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Tejidos Royo Recognized as One of Europe’s Greenest Businesses

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A pioneer in indigo foam-dyeing technology was recently recognized as one of Europe’s greenest businesses.

This month, the European Commission selected Spanish denim mill Tejidos Royo as the winner of the European Business Award for the Environment (EBAE) 2020-2021, Business Process, for its early adoption of Dry Indigo technology, a transformative foam-dyeing process that uses zero water and removes chemical substances almost entirely from the process. The award recognizes the “successful application of an innovative solution in the area of processes and production methods.”

The process, which was developed in collaboration with Gaston Systems Inc. and Indigo Mill Designs with early-stage funding for development provided by Kontoor Brands-owned Wrangler and Walmart, was introduced in the market exclusively by Tejidos Royo at the April 2018 Kingpins show in Amsterdam. Earlier this year, the mill introduced the same technology for black denim called Dry Black.

Through foam-dyeing, Tejidos Royo has already seen a remarkable reduction in its environmental footprint, reporting a savings of 4.7 million liters of water, 9,696 tons of chemical products and 803 megabytes of electricity from February 2019 to February 2020. Wrangler, Banana Republic and Gap are some of the denim behemoths that have since integrated the technology, with many more reportedly on the way.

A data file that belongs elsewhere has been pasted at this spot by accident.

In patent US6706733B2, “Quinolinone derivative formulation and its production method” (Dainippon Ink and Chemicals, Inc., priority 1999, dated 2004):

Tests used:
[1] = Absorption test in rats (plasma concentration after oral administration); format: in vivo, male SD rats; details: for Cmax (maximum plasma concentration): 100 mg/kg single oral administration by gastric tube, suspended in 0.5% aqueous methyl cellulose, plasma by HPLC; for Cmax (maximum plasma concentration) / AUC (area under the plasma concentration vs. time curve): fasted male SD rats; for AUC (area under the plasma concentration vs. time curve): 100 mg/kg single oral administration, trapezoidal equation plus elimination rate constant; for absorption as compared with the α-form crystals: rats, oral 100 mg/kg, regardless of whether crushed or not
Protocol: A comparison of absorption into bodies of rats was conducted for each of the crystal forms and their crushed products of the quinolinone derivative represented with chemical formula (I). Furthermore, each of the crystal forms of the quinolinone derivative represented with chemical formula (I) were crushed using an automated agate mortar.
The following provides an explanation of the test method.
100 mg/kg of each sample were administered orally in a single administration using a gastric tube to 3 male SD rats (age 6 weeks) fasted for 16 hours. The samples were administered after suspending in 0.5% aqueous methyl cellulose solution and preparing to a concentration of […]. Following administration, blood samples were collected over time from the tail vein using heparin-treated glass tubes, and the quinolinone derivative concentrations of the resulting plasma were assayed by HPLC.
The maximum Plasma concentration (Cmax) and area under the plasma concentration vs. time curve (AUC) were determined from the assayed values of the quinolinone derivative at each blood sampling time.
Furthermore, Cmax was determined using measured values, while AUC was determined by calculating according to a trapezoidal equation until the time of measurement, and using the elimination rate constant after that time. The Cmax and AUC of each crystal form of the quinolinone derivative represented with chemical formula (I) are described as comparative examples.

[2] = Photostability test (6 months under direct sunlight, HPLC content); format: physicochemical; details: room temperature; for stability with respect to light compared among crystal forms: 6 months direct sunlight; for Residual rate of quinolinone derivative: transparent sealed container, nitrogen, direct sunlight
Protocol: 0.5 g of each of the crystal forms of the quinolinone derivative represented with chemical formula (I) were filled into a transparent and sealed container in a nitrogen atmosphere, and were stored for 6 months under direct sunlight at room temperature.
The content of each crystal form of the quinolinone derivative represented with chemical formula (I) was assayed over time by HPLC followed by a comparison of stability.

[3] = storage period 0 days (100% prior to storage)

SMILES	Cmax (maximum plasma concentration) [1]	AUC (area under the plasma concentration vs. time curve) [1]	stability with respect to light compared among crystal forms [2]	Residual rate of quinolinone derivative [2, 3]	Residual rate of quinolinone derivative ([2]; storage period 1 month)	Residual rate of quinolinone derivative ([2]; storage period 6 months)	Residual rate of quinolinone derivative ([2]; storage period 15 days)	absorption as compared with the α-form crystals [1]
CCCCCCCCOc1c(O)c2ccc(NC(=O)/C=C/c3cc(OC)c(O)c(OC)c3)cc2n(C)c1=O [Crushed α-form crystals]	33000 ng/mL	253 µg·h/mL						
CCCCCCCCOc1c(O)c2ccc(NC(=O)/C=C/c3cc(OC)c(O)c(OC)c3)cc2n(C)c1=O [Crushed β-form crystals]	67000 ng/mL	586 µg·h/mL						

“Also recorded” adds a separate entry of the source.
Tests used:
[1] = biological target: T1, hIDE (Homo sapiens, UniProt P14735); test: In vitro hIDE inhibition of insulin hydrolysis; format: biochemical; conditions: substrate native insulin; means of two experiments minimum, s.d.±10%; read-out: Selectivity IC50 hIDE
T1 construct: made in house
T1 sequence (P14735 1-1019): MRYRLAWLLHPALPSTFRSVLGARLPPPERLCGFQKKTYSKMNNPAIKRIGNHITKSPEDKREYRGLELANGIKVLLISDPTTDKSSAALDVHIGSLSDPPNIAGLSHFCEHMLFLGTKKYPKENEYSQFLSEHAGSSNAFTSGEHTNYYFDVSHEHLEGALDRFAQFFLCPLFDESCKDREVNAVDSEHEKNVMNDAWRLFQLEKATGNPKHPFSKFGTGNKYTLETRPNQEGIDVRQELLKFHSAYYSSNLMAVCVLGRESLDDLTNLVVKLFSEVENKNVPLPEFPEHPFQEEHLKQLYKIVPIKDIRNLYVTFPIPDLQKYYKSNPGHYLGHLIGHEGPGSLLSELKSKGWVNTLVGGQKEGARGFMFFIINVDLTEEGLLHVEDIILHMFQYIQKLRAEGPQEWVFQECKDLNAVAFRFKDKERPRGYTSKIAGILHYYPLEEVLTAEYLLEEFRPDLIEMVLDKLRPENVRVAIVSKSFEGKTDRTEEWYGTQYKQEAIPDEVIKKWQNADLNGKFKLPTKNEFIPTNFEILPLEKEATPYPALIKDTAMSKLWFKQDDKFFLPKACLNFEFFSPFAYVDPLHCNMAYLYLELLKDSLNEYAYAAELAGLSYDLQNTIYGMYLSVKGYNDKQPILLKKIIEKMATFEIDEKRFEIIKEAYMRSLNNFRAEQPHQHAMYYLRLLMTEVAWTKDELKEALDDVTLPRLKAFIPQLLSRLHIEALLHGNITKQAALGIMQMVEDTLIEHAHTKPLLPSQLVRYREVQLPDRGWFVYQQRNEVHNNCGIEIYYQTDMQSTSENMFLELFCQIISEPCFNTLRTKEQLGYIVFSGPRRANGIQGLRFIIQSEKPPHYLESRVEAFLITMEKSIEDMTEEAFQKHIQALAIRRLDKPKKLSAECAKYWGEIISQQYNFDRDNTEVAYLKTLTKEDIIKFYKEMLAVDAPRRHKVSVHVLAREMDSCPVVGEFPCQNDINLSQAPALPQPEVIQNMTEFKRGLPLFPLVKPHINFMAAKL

The EBAEs recognize European businesses that combine innovation, competitiveness and outstanding environmental performance. Tejidos Royo beat out companies like DuCoop, a Belgian tech firm in real estate development, and L’Oréal Libramont, a factory that recycled 100 percent of its water. Criteria for the award include proven environmental, social and economic benefits, innovation, commitment and the potential for replication.

On Tejidos Royo, the jury stated: “The jury was very impressed by this highly innovative dyeing process, which provides sustainable benefits that are clearly substantiated by evidence. The development of a waterless dyeing process for denim textiles has the potential to save vast amounts of water, energy and chemicals. The company is a pioneer in this regard and has persuaded its supply chain partners to cooperate.”

This year, organizers received 94 applications from 16 European countries, and selected six winners, 10 silver medalists and 12 “rising stars.”

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